Worried about the environment? That’s called Eco-Anxiety and you aren’t alone!

Introduction to Eco-Anxiety

We’re living in a time where our actions on tackling climate change and preserving the environment have never felt more important. Extreme weather events such as droughts, floods and heatwaves are becoming increasingly frequent in the news, and on July 22nd 2022, the UK recorded the highest daily maximum temperature on record of 40.3 degrees Celsius (104.5 degrees Fahrenheit). Additional environmental issues such as mass deforestation, water shortages and loss of habitats also threaten the world as we know it.

As a result, it’s no surprise that this is having a significant impact on the mental health of many people – in particular those aged 15-25. Research shows that almost half of young people feel ‘distressed or anxious’ about climate change to the point where it’s having a detrimental effect on their daily lives.

In this blog, we look at the symptoms of eco-anxiety, what is fuelling it and ways you can manage the symptoms for your own mental health.

What is Eco-Anxiety?

Eco-anxiety has been defined by the American Psychiatric Association (APA) as a “chronic fear of environmental doom” and whilst not formally considered a diagnosable condition, its recognition is on the rise.

Another term used for eco-anxiety is climate anxiety, yet some like to separate the two, citing climate change with climate anxiety only and eco-anxiety to include additional issues such as deforestation, rising sea levels, food and water security and impact to wildlife.

These are key drivers of eco-anxiety and can have a lasting effect on mental health. Eco-anxiety may manifest itself as:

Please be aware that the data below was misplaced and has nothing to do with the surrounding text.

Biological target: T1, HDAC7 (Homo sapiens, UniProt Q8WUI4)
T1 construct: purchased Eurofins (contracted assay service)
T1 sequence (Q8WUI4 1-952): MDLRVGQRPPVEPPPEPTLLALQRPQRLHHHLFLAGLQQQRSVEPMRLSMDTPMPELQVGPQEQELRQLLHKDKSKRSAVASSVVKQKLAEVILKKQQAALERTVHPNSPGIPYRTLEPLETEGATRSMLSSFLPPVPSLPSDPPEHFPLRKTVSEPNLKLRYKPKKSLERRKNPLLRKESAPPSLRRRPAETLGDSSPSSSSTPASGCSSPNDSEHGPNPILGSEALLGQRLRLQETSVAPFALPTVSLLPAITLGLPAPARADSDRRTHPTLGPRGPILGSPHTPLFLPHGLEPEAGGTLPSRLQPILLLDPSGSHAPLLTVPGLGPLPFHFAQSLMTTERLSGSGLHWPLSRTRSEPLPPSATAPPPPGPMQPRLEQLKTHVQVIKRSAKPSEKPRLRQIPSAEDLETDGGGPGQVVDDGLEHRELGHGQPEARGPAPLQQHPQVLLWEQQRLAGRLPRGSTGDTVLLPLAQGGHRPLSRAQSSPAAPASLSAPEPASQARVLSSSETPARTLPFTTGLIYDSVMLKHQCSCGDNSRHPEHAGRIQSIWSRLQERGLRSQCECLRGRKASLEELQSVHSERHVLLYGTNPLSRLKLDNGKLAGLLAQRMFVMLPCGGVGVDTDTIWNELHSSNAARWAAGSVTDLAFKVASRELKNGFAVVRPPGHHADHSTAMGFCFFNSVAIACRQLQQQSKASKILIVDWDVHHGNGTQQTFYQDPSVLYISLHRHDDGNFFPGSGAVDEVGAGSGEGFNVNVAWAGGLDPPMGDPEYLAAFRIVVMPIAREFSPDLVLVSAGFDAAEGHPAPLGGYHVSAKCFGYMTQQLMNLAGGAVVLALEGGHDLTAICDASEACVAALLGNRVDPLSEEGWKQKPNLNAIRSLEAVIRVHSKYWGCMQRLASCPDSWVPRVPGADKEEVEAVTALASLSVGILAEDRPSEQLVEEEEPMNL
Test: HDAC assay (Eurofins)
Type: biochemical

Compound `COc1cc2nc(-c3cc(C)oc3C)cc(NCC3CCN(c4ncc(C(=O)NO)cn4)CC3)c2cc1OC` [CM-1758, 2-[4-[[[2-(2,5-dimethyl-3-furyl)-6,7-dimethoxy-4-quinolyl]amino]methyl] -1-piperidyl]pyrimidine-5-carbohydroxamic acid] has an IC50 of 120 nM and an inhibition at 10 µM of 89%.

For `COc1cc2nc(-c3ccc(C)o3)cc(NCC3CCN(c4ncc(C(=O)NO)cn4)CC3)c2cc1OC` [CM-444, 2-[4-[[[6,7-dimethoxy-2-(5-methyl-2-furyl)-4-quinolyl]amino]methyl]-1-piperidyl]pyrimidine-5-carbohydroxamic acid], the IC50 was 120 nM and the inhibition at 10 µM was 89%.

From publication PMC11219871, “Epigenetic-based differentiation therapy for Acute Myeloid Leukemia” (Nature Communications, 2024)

• Feelings of anxiousness when hearing or thinking about the environment
    • General anxiety symptoms including tightness of chest and dizziness
    • Existential dread
    • Stress
    • Anger and frustration – particularly aimed at the older generation or those who do not acknowledge climate change
    • Sleeping issues
    • Feelings of helplessness
    • Guilt relating to your own carbon footprint
    • Depression
    • Post-traumatic stress disorder (PTSD)

With these symptoms, in particular stress, there is an additional risk to health including increased chances of heart disease and high blood pressure.

Join the Jellyhead Club for exclusive offers and updates!

Who is affected by Eco-Anxiety?

Eco-anxiety can impact everyone; however, it doesn’t affect everyone equally. Those who are either more aware of the environment or in locations where environmental devastation has already been felt are more likely to feel eco-anxiety stronger (e.g., PTSD from a previous or ongoing environmental event).

Those from lesser developed countries are often more reliant on the environment for their livelihoods for example, fishing, tourism and agriculture and so changes in the environment will impact their way of life. Further, people in countries such as India and Bangladesh where the concentration of manufacturing factories is high, see environmental issues first-hand such as water and air pollution affecting public health and waterways.

Of 10,000 surveyed aged 16-25 years old, those in the Philippines (84%), India (68%) and Brazil (67%) made up the highest proportion of those who felt ‘very worried’ or ‘extremely worried’ by climate change.